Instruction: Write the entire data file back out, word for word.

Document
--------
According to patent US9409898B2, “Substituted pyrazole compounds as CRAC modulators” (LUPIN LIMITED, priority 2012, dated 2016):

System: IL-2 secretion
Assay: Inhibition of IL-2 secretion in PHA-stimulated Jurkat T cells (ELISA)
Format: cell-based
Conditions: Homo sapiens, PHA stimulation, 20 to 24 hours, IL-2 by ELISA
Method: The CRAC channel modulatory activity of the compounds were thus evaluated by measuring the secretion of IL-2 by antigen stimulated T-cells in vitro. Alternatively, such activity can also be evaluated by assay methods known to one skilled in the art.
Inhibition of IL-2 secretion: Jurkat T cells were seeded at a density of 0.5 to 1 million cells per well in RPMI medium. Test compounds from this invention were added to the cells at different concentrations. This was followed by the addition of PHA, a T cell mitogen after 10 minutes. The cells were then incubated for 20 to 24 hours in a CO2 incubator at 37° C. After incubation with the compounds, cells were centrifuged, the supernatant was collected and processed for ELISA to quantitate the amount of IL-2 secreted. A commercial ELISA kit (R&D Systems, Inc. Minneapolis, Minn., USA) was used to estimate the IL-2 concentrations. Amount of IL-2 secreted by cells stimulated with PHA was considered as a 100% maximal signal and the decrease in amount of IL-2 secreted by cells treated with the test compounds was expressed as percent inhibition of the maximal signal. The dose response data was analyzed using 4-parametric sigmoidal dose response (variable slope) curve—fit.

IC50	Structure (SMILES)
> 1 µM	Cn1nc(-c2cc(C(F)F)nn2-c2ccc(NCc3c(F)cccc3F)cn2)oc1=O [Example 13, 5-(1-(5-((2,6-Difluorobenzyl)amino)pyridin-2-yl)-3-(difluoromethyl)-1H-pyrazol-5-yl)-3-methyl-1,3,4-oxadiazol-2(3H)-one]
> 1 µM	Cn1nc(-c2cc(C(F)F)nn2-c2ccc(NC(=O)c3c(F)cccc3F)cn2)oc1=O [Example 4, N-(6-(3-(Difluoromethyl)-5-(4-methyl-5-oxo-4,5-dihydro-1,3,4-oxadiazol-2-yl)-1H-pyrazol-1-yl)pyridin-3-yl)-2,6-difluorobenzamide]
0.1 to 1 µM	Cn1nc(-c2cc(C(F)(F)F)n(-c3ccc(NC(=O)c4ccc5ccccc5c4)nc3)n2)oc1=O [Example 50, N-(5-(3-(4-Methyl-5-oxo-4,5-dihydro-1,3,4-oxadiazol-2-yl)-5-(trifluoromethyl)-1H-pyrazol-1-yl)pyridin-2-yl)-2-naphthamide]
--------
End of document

According to patent US9409898B2, “Substituted pyrazole compounds as CRAC modulators” (LUPIN LIMITED, priority 2012, dated 2016):

System: IL-2 secretion
Assay: Inhibition of IL-2 secretion in PHA-stimulated Jurkat T cells (ELISA)
Format: cell-based
Conditions: Homo sapiens, PHA stimulation, 20 to 24 hours, IL-2 by ELISA
Method: The CRAC channel modulatory activity of the compounds were thus evaluated by measuring the secretion of IL-2 by antigen stimulated T-cells in vitro. Alternatively, such activity can also be evaluated by assay methods known to one skilled in the art.
Inhibition of IL-2 secretion: Jurkat T cells were seeded at a density of 0.5 to 1 million cells per well in RPMI medium. Test compounds from this invention were added to the cells at different concentrations. This was followed by the addition of PHA, a T cell mitogen after 10 minutes. The cells were then incubated for 20 to 24 hours in a CO2 incubator at 37° C. After incubation with the compounds, cells were centrifuged, the supernatant was collected and processed for ELISA to quantitate the amount of IL-2 secreted. A commercial ELISA kit (R&D Systems, Inc. Minneapolis, Minn., USA) was used to estimate the IL-2 concentrations. Amount of IL-2 secreted by cells stimulated with PHA was considered as a 100% maximal signal and the decrease in amount of IL-2 secreted by cells treated with the test compounds was expressed as percent inhibition of the maximal signal. The dose response data was analyzed using 4-parametric sigmoidal dose response (variable slope) curve—fit.

IC50	Structure (SMILES)
> 1 µM	Cn1nc(-c2cc(C(F)F)nn2-c2ccc(NCc3c(F)cccc3F)cn2)oc1=O [Example 13, 5-(1-(5-((2,6-Difluorobenzyl)amino)pyridin-2-yl)-3-(difluoromethyl)-1H-pyrazol-5-yl)-3-methyl-1,3,4-oxadiazol-2(3H)-one]
> 1 µM	Cn1nc(-c2cc(C(F)F)nn2-c2ccc(NC(=O)c3c(F)cccc3F)cn2)oc1=O [Example 4, N-(6-(3-(Difluoromethyl)-5-(4-methyl-5-oxo-4,5-dihydro-1,3,4-oxadiazol-2-yl)-1H-pyrazol-1-yl)pyridin-3-yl)-2,6-difluorobenzamide]
0.1 to 1 µM	Cn1nc(-c2cc(C(F)(F)F)n(-c3ccc(NC(=O)c4ccc5ccccc5c4)nc3)n2)oc1=O [Example 50, N-(5-(3-(4-Methyl-5-oxo-4,5-dihydro-1,3,4-oxadiazol-2-yl)-5-(trifluoromethyl)-1H-pyrazol-1-yl)pyridin-2-yl)-2-naphthamide]